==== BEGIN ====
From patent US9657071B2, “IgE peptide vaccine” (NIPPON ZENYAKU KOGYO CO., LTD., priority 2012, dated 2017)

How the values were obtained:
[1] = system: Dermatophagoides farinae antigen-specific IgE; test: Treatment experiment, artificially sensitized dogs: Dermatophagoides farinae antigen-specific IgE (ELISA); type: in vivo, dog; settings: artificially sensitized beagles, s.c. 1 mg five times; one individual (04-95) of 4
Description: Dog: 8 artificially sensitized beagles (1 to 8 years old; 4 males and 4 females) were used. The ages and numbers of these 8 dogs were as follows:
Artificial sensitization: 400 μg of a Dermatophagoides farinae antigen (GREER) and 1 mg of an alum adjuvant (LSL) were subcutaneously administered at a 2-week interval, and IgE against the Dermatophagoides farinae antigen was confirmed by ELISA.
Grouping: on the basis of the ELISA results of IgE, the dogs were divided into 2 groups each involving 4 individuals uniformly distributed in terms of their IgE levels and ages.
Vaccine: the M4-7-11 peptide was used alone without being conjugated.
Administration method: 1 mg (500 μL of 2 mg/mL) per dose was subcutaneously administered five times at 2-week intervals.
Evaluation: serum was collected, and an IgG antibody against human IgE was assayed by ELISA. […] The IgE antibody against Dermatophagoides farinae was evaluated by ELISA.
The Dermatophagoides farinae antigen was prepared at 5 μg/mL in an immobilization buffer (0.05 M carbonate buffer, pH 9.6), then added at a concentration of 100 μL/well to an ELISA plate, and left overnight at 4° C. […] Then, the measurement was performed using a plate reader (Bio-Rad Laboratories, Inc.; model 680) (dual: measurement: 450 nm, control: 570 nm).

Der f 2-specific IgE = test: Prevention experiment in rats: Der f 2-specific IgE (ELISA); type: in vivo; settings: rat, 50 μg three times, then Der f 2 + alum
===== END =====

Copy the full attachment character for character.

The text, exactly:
From patent US9657071B2, “IgE peptide vaccine” (NIPPON ZENYAKU KOGYO CO., LTD., priority 2012, dated 2017)

How the values were obtained:
[1] = system: Dermatophagoides farinae antigen-specific IgE; test: Treatment experiment, artificially sensitized dogs: Dermatophagoides farinae antigen-specific IgE (ELISA); type: in vivo, dog; settings: artificially sensitized beagles, s.c. 1 mg five times; one individual (04-95) of 4
Description: Dog: 8 artificially sensitized beagles (1 to 8 years old; 4 males and 4 females) were used. The ages and numbers of these 8 dogs were as follows:
Artificial sensitization: 400 μg of a Dermatophagoides farinae antigen (GREER) and 1 mg of an alum adjuvant (LSL) were subcutaneously administered at a 2-week interval, and IgE against the Dermatophagoides farinae antigen was confirmed by ELISA.
Grouping: on the basis of the ELISA results of IgE, the dogs were divided into 2 groups each involving 4 individuals uniformly distributed in terms of their IgE levels and ages.
Vaccine: the M4-7-11 peptide was used alone without being conjugated.
Administration method: 1 mg (500 μL of 2 mg/mL) per dose was subcutaneously administered five times at 2-week intervals.
Evaluation: serum was collected, and an IgG antibody against human IgE was assayed by ELISA. […] The IgE antibody against Dermatophagoides farinae was evaluated by ELISA.
The Dermatophagoides farinae antigen was prepared at 5 μg/mL in an immobilization buffer (0.05 M carbonate buffer, pH 9.6), then added at a concentration of 100 μL/well to an ELISA plate, and left overnight at 4° C. […] Then, the measurement was performed using a plate reader (Bio-Rad Laboratories, Inc.; model 680) (dual: measurement: 450 nm, control: 570 nm).

Der f 2-specific IgE = test: Prevention experiment in rats: Der f 2-specific IgE (ELISA); type: in vivo; settings: rat, 50 μg three times, then Der f 2 + alum